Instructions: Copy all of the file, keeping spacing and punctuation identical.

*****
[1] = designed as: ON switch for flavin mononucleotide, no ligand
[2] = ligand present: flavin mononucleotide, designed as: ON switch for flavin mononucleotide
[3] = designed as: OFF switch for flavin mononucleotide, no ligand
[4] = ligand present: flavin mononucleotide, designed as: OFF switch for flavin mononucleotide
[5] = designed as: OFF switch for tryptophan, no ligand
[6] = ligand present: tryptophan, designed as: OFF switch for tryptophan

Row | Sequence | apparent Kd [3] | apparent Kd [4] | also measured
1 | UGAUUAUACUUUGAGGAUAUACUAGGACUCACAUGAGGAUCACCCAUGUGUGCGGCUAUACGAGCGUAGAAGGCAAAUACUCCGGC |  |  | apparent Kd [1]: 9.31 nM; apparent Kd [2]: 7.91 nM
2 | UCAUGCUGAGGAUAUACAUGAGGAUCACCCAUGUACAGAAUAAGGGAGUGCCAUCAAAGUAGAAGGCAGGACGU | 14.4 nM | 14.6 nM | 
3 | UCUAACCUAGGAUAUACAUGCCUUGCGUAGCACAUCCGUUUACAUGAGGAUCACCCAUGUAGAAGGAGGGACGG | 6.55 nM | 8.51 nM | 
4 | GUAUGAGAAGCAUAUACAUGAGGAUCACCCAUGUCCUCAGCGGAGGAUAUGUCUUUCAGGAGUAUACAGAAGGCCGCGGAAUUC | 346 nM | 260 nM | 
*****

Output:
[1] = designed as: ON switch for flavin mononucleotide, no ligand
[2] = ligand present: flavin mononucleotide, designed as: ON switch for flavin mononucleotide
[3] = designed as: OFF switch for flavin mononucleotide, no ligand
[4] = ligand present: flavin mononucleotide, designed as: OFF switch for flavin mononucleotide
[5] = designed as: OFF switch for tryptophan, no ligand
[6] = ligand present: tryptophan, designed as: OFF switch for tryptophan

Row | Sequence | apparent Kd [3] | apparent Kd [4] | also measured
1 | UGAUUAUACUUUGAGGAUAUACUAGGACUCACAUGAGGAUCACCCAUGUGUGCGGCUAUACGAGCGUAGAAGGCAAAUACUCCGGC |  |  | apparent Kd [1]: 9.31 nM; apparent Kd [2]: 7.91 nM
2 | UCAUGCUGAGGAUAUACAUGAGGAUCACCCAUGUACAGAAUAAGGGAGUGCCAUCAAAGUAGAAGGCAGGACGU | 14.4 nM | 14.6 nM | 
3 | UCUAACCUAGGAUAUACAUGCCUUGCGUAGCACAUCCGUUUACAUGAGGAUCACCCAUGUAGAAGGAGGGACGG | 6.55 nM | 8.51 nM | 
4 | GUAUGAGAAGCAUAUACAUGAGGAUCACCCAUGUCCUCAGCGGAGGAUAUGUCUUUCAGGAGUAUACAGAAGGCCGCGGAAUUC | 346 nM | 260 nM | 